greekgift.cql demonstrates a simple Greek gift theme. It illustrates how moves are represented in CQL. For more information about Greek gift, see the similar discussion at CQL Home page Greek gift.

greekgift.cql line by line

greekgift.cql will match a position that starts a Greek gift sacrifice. It contains a single filter, the filter. In a filter, the symbol introduces a sequence of moves and filters. The filters are applied to positions that result from making the given moves.

There are quite a few bells and whistles in , but this once just contains three moves (technically called ―― constituents, and filters. The only filter here is the checks, which are called filter constituents.

The first constituent of the filter is a ―― constituent:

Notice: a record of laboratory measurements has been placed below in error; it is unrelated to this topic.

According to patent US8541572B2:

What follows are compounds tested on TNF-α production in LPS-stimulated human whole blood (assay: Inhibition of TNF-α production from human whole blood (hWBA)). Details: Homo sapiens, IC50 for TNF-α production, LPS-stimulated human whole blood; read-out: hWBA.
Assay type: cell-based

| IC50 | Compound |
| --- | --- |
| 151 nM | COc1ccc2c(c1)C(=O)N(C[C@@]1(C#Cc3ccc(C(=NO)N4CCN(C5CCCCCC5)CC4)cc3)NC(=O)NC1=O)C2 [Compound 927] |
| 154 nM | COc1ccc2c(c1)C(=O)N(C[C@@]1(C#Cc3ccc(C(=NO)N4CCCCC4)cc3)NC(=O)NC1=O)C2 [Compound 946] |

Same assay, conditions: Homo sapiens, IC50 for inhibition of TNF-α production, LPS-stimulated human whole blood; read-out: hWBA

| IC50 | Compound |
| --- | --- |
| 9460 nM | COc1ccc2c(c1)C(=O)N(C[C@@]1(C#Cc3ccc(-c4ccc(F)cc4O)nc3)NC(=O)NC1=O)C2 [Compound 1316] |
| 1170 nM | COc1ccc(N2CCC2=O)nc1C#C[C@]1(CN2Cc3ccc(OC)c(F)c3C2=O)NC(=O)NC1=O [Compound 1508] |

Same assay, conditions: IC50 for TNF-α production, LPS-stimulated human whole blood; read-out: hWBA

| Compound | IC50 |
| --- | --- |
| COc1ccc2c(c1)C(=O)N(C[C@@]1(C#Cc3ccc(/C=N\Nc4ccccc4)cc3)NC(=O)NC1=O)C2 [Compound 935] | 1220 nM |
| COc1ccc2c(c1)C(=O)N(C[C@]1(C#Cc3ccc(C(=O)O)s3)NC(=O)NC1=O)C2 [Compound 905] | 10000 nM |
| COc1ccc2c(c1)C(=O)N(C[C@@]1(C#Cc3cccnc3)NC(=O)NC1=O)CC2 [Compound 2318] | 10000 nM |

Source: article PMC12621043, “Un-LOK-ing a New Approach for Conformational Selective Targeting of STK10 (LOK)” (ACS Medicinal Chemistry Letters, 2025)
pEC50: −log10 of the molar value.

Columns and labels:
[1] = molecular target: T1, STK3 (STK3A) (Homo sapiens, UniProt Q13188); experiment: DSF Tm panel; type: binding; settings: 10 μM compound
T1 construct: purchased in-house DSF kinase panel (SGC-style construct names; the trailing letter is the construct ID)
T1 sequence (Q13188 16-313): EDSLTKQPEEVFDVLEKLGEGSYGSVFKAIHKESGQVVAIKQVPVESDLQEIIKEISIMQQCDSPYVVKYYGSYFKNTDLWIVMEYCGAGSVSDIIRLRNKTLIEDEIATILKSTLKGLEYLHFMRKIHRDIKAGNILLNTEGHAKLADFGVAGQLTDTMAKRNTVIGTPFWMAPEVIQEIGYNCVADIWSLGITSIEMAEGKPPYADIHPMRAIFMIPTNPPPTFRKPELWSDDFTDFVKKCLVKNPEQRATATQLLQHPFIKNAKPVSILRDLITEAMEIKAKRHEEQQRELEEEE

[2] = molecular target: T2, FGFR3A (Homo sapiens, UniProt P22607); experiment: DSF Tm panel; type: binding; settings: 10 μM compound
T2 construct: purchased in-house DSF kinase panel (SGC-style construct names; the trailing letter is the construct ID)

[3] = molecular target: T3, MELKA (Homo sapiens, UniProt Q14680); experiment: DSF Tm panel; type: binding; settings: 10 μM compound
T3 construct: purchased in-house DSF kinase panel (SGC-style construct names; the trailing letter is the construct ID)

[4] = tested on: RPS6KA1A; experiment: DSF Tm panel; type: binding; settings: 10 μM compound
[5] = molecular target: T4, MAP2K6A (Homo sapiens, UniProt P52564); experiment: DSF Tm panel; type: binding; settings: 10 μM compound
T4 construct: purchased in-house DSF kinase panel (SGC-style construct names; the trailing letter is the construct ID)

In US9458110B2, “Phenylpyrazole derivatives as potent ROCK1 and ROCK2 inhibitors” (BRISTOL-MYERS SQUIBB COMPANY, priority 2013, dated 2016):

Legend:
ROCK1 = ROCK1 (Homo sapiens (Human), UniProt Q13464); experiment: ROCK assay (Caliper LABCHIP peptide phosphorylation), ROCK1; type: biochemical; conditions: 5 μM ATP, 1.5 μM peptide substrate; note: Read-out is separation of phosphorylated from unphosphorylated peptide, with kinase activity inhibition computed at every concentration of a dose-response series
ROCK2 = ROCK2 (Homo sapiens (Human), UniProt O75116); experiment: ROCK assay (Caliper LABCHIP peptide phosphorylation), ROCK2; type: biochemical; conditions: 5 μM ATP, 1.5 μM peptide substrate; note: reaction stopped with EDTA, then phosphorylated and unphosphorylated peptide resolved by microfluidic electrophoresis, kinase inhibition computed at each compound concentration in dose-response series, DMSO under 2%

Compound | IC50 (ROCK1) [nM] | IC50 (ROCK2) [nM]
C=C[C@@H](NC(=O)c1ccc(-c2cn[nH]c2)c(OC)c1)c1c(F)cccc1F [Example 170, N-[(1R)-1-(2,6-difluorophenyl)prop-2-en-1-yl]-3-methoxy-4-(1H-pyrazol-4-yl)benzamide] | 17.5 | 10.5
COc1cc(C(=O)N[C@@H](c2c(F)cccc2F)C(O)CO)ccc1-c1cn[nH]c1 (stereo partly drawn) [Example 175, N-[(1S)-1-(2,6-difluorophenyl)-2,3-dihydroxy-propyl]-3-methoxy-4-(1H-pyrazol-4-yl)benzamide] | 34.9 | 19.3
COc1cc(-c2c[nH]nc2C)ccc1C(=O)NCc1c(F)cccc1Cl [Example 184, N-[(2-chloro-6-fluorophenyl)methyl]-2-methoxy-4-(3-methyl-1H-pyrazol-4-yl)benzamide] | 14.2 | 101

This matches a position in which a captures a on h7 on the next move, not surprisingly. The notation, which is new in version 6.2, is designed to mimic normal chess figurine algebraic notation.

If the next move from the current position is this move, the filter will temporarily execute the move, updating the current position to the position resulting from the move.

The second constituent of the filter is check, which matches a position that is a check.

Thus, the effect of the first two filters is to match a position from which White delivers check with the bishop, capturing a pawn on h7.

The third of the five constituents, and the second of the ―― constituents, is


This again looks and means the same thing as standard chess notation: the black king captures a piece on h7 which, of course, must be the that just moved there.

The next constituent is the third ―― constituent, ――g5. It represents a move of a white knight to g5. Finally, there is a check filter constituent at the end, which is true only if the result of that knight to g5 move is in fact check.